In 1880 N.M. Yadrintsev, charged with exploration duties by the Geographical Society, described the Lake’s tributaries and was the first to mount Altyntu.

A detailed and comprehensive research of the Teletskoye Lake area was conducted in 1901 by P.G. Ignatov. Acting under the authority of the Geographical Society, he created the topographic map of the Lake’s shores and the Lake’s first water depth map, marking its max depth at 325 meters. At the end of the 19th century the territory was sparsely populated with sporadic Teles settlements found on the shores of Lake Teletskoye and in the Chulyshman Valley. The inner area was not populated at all except for a few hunters’ winter huts and one small settlement of Old-Believers in the upper reaches of Bolshoi (Big) Abakan.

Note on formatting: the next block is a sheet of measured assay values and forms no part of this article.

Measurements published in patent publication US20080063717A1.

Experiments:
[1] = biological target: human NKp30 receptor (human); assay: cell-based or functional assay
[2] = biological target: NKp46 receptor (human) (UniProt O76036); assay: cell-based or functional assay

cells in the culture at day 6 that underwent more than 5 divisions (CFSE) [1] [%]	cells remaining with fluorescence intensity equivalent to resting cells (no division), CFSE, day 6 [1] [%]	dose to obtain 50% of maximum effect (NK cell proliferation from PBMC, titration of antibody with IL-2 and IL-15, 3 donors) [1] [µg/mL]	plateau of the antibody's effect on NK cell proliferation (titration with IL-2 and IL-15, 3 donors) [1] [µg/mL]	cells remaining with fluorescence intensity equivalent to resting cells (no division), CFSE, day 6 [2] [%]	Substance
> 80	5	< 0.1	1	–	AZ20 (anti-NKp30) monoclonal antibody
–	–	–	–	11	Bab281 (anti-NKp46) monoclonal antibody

Animal trails were largely used by locals in the past due to relief peculiarities and rough terrain. Comfortable river valleys started to be used even earlier. These were the only routes in this rough territory. Russians used to visit the Teletskoye Lake yearly to engage in fishing and sable and squirrel hunting in the neighboring taiga.  In summer they came for Siberian stag antlers and in autumn – to gather cones. Some were after gold. Everything obtained, including timber, was floated and rafted down the Abakan, Biya Rivers and partially the Teletskoye Lake, to Altai foothills. An old trade route lay across the Lake, through Shapshal (on pack-animals) to Kemchik. Squirrel pelts were carried in the winter time along one of the trails starting at the Chulcha River headwaters to Uryankhai, where they were exchanged for tea (3 squirrel pelts for 1 tea brick). On the way back 20 tea bricks were carried, that were also exchanged in Chulyshman for squirrel pelts (10 squirrel pelts for 1 tea brick).  The trail, used until 1922, lay through the territory of the future Reserve extending further to the Chulcha River basin.